In fact, in Laden would certainly love the US or Russia to attempt to use nuclear weapons strategically against al qaeda – both the US and Russia would lose the real war.

Nuclear weapons can not deter a non-nuclear power because nuclear weapons can’t be used against a non-nuclear power with the nuclear power ever achieving a moral victory.

Jody December 29, 2009 at 9:25 pm

the invasion would probably already be in the planning stages
Name a country and there’s an invasion plan (or two) for it already on the shelf.

Al Brown December 30, 2009 at 12:30 am

When I look at how many wars have been fought between nuclear powers, I’m glad that we have them. And I can see why Iran wants them. You are safer when someone stands the chance of being just as injured as you are if they attack you.

“Oh, its not really peace its fear that makes someone respect you.” I’ll take it anyway! The forces for good get stronger when the forces for evil within a country can’t justify tyranny by invading other countries. That’s the despot’s stratey of choice when his policies are failing. Well, its getting harder to do these days.

Chev December 30, 2009 at 8:31 am

“”"How would the North Koreans deter a non-nuclear US invasion?”"”

Maybe the same way they did it before: cold weather, help from the Chinese, etc. Technological/military superiority does not always equal a win. Heck, the other side doesn’t even need to win, just outlast our will (c.f., Afghanistan and Russia, Afghanistan and Britain, etc.)

Andrew December 30, 2009 at 4:50 pm

Okay Doug, that’s fine, but what exactly do you think our military actions will entail in Yemen?

Brett December 31, 2009 at 4:48 am

If it’s a choice between potential conventional, non-nuclear conflicts where the Great Powers can blunder their way into wars that kills millions, and nuclear weapons, I’ll take the nuclear weapons. Screw that alternative non-nuclear world, where we all get stuck with higher defense budgets, and where countries can crunch the numbers on almost any conflict.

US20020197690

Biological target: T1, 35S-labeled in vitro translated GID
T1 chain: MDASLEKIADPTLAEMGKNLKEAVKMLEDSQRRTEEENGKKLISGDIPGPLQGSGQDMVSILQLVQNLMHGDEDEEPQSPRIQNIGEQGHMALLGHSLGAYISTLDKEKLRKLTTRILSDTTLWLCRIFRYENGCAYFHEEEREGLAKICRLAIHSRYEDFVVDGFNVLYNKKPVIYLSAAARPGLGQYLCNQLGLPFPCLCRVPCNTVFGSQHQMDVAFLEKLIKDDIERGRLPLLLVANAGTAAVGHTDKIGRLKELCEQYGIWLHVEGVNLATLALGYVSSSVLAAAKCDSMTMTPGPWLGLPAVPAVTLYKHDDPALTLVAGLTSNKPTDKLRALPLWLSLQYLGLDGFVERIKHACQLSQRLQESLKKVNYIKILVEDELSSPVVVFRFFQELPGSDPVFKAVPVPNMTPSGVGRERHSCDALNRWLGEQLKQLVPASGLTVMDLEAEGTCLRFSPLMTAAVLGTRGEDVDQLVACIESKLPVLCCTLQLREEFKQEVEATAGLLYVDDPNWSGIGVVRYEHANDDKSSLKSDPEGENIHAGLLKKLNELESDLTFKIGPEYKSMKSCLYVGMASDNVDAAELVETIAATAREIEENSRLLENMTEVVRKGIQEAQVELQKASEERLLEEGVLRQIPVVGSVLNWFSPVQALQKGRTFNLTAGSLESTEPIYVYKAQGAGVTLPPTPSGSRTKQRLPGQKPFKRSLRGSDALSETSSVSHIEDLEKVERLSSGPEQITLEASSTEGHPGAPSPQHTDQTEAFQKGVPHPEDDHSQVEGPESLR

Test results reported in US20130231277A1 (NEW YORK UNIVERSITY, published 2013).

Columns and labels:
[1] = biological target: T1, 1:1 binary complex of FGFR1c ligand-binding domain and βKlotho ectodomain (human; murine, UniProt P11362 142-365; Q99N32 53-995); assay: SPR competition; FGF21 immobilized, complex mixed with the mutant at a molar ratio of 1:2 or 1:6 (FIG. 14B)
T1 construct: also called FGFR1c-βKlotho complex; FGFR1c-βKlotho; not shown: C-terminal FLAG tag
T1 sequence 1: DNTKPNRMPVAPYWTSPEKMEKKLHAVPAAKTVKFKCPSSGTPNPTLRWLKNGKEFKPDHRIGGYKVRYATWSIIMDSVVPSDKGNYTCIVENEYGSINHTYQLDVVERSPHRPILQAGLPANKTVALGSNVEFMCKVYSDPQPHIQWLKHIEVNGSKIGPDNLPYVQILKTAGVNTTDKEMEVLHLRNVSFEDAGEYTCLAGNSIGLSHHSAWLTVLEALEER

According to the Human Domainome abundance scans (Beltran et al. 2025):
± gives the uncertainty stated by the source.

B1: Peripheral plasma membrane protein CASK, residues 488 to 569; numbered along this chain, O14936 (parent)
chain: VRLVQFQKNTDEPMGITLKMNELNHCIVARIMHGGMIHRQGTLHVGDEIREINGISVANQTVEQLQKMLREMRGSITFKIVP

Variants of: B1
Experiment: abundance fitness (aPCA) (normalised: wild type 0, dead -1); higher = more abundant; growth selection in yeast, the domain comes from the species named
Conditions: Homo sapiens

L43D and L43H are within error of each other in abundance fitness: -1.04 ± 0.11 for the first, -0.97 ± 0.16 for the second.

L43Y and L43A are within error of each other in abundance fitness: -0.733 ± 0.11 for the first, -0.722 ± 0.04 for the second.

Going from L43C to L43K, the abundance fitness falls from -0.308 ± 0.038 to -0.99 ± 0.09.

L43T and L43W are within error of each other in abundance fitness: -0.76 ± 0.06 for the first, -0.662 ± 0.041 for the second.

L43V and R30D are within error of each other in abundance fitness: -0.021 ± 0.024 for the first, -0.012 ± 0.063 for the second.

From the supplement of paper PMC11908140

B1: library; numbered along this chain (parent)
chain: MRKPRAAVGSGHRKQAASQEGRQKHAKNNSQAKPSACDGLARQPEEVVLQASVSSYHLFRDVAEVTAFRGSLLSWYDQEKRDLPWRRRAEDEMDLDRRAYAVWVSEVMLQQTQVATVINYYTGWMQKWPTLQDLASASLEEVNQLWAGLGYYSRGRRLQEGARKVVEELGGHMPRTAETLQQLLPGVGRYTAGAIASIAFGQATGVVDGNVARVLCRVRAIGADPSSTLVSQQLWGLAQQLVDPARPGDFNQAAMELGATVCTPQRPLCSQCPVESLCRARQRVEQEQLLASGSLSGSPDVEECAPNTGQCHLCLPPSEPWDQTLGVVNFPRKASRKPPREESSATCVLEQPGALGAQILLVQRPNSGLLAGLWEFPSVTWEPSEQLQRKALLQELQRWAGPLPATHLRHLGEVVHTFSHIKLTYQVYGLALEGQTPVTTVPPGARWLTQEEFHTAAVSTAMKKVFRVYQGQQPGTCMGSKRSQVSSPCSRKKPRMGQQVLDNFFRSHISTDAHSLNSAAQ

Hell, can you imagine what our world would have been like without them? What do you suppose would have happened to Western Europe after the end of World War 2? The US was in no way capable or willing to fund a gigantic conventional military commitment necessary to go toe-to-toe with the Soviets (this was before the era of precision weaponry and the like, so the tech differences weren’t as significant), considering it was in over 120% of its GDP in debt and damaging its industrial base at full mobilization. Nukes allowed us to realistically build that alliance – nukes allowed the US to help guarantee security for the NATO allies before the Revolution in Military Affairs. Without them, we’d probably know of countless graves of American soldiers scattered across Europe after 1945.

Johnson January 2, 2010 at 8:10 am

Aneutronic fusion reactor does not produce neutrons being unsuitable for production of nuclear weapons. Its potential for electricity generation is spectacular,
ending up the claim of uranium for peaceful purposes like production of energy.

Andrew January 27, 2010 at 4:49 am

HA HA…ha.

I may be paranoid, but I have a good memory. As it turned out, the USA already bombed Yemen before I was accused of paranoia for the prediction. I hate being right about our government.

“Obama approved a December 24 strike against a compound where a U.S. citizen, Anwar al-Aulaqi, was believed to be meeting with regional al Qaeda leaders”

http://news.yahoo.com/s/nm/20100127/pl_nm/us_yemen_usa